As a woman of child-bearing age, I will say that my choice to not have children is definitely informed by the current political climate. It is frankly too risky to become pregnant, when I know that my future access to health care is not guaranteed. What if there is a problem with the pregnancy, and I am legally prohibited from getting the care I need? What if I have a miscarriage, and end up in prison for murder? I do not want to die or lose my legal freedom, solely for the *chance* of having a baby. The US is not a safe country in which to be pregnant, and that already affects at least a generation of women. It doesn’t matter if the law won’t hold up in the long run, the damage its existence is causing has already begun.

    That would be my argument to men-centering abortion rights allies, anyway. This is not something that will hypothetically harm someone down the road. This is something that already hurts women (and other uterus-bearers) now, and is already changing how we navigate the paths of our lives.

    March 29, 2017
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  3. DanB
    DanB

    I am a cis male (white + straight) and my fervent support for abortion rights is not rooted in my own perspective but in basic concepts of human dignity and autonomy.

    Abortion rights are probably the most important issue for me politically, I think because the injustice and cruelty of the myriad restrictions represents the worst a government can do to its people.

    I’m still not over the horrible results of the last election but the thing that’s still enough to nearly bring me to tears is how utterly robbed we were of securing a strong choice majority on the Supreme Court.

    Then I think of the viciousness of the global gag rule and wonder if the effects of that are even worse.

    So I like to think I’m a true ally.

    (BTW I found this site from a comment on Jezebel about the great Buffy recaps — I burned through the existing ones in about ten days — they are awesome!)

    March 29, 2017
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  4. Nocturnal Queen
    Nocturnal Queen

    It’s also usually not the men who prevent women from having abortions that need to take care of the children. They hire a nanny or dump the babies on their wives. They can force women into giving birth to their babies but don’t have to take any of the consequences except financial.

    March 29, 2017
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  5. Dani
    Dani

    In the current political climate, I am thankful that I cannot get pregnant. The idea that if I did, my wants, needs, desires, and even my personal health would cease to by my own is horrifying. In these people’s eyes, the mother becomes a non-entity with no rights. Especially since these same people seem to not give a damn once that baby is born. Plus, these laws are really scary. Everyone says “Oh, it’ll never pass” but that’s not the danger. They are a shiny distraction so that “more reasonable” abortion restrictions CAN get passed, so instead of a sweeping anti-abortion law, they slowly eat away at it, getting to the same endpoint, just at a slower rate. Conservative like to call liberals “pro-Abortion” instead of “pro-choice”. I’m just “pro-stay the f**k out of my body”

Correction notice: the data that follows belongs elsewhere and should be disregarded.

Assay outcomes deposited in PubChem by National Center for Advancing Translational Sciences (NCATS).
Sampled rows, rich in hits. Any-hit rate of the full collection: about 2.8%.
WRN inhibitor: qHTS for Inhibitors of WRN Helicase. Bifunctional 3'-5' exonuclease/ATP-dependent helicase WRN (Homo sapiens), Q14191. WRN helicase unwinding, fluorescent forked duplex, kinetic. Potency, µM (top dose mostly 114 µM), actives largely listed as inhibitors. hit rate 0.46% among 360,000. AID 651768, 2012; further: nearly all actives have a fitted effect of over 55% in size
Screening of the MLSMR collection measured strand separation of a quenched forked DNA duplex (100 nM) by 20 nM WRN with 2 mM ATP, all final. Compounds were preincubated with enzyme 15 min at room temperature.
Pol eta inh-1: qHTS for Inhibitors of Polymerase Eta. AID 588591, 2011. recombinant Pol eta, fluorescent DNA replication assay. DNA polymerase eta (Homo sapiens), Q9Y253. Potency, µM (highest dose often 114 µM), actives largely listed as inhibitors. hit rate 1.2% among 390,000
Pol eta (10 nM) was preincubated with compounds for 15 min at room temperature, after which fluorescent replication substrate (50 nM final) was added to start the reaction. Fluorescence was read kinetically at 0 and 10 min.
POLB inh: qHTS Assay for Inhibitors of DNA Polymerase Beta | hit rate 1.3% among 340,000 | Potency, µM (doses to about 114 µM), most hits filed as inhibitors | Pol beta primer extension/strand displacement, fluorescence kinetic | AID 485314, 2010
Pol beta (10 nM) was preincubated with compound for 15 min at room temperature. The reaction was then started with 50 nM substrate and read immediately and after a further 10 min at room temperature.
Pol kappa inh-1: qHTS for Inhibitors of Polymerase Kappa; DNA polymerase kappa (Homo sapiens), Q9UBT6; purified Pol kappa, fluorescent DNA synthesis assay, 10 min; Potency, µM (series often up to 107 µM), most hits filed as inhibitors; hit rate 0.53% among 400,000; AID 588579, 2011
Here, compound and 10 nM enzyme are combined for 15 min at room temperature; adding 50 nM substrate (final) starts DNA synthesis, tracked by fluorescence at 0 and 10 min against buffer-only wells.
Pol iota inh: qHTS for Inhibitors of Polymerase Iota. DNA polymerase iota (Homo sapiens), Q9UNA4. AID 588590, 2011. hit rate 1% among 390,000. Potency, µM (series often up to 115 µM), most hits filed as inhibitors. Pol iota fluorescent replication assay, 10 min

March 29, 2017
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  6. FeralSwitch
    FeralSwitch

    Fuck yeah, Jenny. Someone can be doing their best and still not break through their programming. Strategically, I’ll take that kind of ally but OH it’s so frustrating.

    March 29, 2017
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  7. mydogspa
    mydogspa

    Before Roe v. Wade passed I remember reading the funny papers and, about once a week, there was a small article on the adjacent page that said a young woman had died from a back alley abortion. At the time we lived just outside Philadelphia in Valley Forge. Research now shows that about 5000 women died in the US from these abortions per year until Roe passed.

    Because abortions themselves were illegal, they were provided by organized crime at twice the price using the same doctors and nurses the clinics used when they were legal. So abortions were available, just not to those who couldn’t afford them (poor, people of color). The staunchest anti-abortion advocates were the very ones that would provide them, prohibition speak-easy style, run by the Capones and Don Corleones of the day. Demand was huge, and so was the payoff, just like booze during prohibition (gads, when will these folks EVER learn?)

    Once Roe passed, all that went away.

    And now it’s all coming back. Being a cis-male, I wish I could do something to help. But I’m not sure anything will happen until the back alleys are awash in blood again and voters wake up to what they’ve truly asked for.

    It took prohibition 10 years to get repealed. I hope it’s not that long for abortions, because that represents a total of 50,000 women or more who will die because of some altruistic ideology.

    Morons.

    March 29, 2017
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  8. Stormy
    Stormy

    I’m so grateful for my boyfriend, who volunteers at the local women’s shelter and has learned the fine of art stepping back and saying “What do you need me to do?” and then doing it.

    On our second-ish date, I got barred at the door of a restaurant that neither of us realized had a dress code. When I told him, he looked furious…and asked “Do you want me to talk to him?” I said no, let’s go somewhere else. So we did. No arguments, no chest-thumping, no attempts to persuade me otherwise.